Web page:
Anti-Gay Police Violence on Indianapolis' Monument Circle in the 1980s

In August 1984, Indianapolis gay news publication The Works ran a profile on David Molden, an openly gay nineteen-year-old man who experienced police harassment on Monument Circle. On his way home from work late at night on July 6, Molden was stopped by Indianapolis Police Department (IPD) officers, forced to provide identification, and then physically assaulted by an officer. Police implied that Molden was “trolling” on the Circle, a practice where individuals would solicit one another for sex, both paid and unpaid. This incident on Monument Circle, the public space surrounding the Indiana State Soldiers and Sailors Monument at the intersection of Meridian and Market Streets, in the center of downtown Indianapolis, emblematized the confrontations between the Indianapolis Police and its gay and lesbian citizens during the 1980s. Molden’s experience was just one of several similar incidents in 1984 with at least twenty-three other allegations of harassment lodged with the Indiana Civil Liberties Union (ICLU) and documented by The Works. Multiple claims were made that the IPD violated individual’s civil rights by using videotaping as a method to deter gay interactions through public surveillance. The Circle served as both a heavily policed public space and a microcosm of the conflict between the city, police, and Indiana’s LGBT citizens.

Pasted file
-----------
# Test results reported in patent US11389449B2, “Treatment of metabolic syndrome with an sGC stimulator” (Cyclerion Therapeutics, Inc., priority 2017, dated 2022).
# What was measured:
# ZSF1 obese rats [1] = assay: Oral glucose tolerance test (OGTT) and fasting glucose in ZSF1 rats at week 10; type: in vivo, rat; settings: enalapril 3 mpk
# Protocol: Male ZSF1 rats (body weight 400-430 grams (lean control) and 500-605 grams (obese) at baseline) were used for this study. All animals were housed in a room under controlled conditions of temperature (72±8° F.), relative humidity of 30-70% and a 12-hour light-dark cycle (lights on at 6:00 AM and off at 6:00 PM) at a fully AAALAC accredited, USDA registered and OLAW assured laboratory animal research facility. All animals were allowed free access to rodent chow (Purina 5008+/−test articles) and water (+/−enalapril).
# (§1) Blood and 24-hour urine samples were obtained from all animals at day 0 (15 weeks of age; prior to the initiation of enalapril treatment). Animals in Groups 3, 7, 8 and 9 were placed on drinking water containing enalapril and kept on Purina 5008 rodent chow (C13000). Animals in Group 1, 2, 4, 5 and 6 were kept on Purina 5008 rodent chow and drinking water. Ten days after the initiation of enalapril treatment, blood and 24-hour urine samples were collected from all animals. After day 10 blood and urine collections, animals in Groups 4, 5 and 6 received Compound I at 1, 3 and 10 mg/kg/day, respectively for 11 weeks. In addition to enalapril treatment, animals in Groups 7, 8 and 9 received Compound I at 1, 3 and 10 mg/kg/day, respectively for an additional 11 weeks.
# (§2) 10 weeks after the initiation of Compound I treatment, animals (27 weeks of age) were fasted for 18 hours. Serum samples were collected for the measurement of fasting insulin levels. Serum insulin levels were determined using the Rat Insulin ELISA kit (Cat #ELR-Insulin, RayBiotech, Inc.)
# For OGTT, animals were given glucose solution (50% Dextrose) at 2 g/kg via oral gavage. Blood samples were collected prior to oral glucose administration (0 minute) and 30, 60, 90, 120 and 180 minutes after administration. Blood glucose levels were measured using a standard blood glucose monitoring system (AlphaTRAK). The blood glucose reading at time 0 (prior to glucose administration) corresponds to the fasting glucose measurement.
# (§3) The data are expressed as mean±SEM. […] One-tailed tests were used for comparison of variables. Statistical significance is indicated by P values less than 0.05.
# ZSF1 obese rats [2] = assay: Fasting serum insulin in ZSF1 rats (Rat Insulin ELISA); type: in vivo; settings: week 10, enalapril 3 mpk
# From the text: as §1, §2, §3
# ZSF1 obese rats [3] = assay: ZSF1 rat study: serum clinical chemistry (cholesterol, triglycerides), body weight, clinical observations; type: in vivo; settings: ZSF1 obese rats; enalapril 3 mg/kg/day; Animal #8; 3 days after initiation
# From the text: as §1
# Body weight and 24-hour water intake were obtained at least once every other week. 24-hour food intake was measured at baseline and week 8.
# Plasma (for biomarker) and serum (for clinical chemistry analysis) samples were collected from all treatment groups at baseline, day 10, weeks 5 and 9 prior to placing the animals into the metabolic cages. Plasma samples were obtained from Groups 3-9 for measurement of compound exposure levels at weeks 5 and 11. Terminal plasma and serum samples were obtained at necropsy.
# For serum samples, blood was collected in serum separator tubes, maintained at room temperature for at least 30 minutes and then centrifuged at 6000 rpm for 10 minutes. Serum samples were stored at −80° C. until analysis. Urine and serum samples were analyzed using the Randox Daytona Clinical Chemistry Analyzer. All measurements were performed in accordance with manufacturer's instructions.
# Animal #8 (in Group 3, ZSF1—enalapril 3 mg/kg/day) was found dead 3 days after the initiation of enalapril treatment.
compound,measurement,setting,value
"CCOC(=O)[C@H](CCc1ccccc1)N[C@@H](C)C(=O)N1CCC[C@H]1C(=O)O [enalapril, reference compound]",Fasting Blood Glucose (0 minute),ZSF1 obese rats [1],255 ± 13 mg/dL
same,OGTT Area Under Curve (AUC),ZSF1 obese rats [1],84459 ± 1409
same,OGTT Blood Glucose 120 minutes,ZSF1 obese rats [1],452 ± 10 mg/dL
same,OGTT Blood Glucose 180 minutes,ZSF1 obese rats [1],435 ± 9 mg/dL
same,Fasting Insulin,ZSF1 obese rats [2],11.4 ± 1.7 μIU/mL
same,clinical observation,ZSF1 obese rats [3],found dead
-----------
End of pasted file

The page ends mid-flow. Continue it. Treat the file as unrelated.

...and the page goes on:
The Indianapolis Gay/Lesbian Coalition (IGLC), a collection of leadership from the city’s gay and lesbian organizations, came together in the early 1980s to address the city leadership’s misinformation about the gay and lesbian community as well as the ongoing police violence. The group included folks like Stanley Berg, owner of The Body Works bathhouse and publisher of the gay and lesbian newspaper The Works, and Kathy Sarris, president of Justice, Inc. The IGLC met with Director of Public Safety Richard Blankenbaker and Mayor William Hudnut III multiple times to discuss the appointment of a gay or lesbian liaison with city government and procedures to establish equitable treatment from the IPD. Activists also staged the Gay Knights rallies in summer 1984 on Monument Circle in response to Molden and others’ plight. These protests caused the mayor’s office to define the city’s anti-discriminatory policy as applicable to the gay and lesbian community for the first time.



Monument Circle, Indianapolis, IN, 46204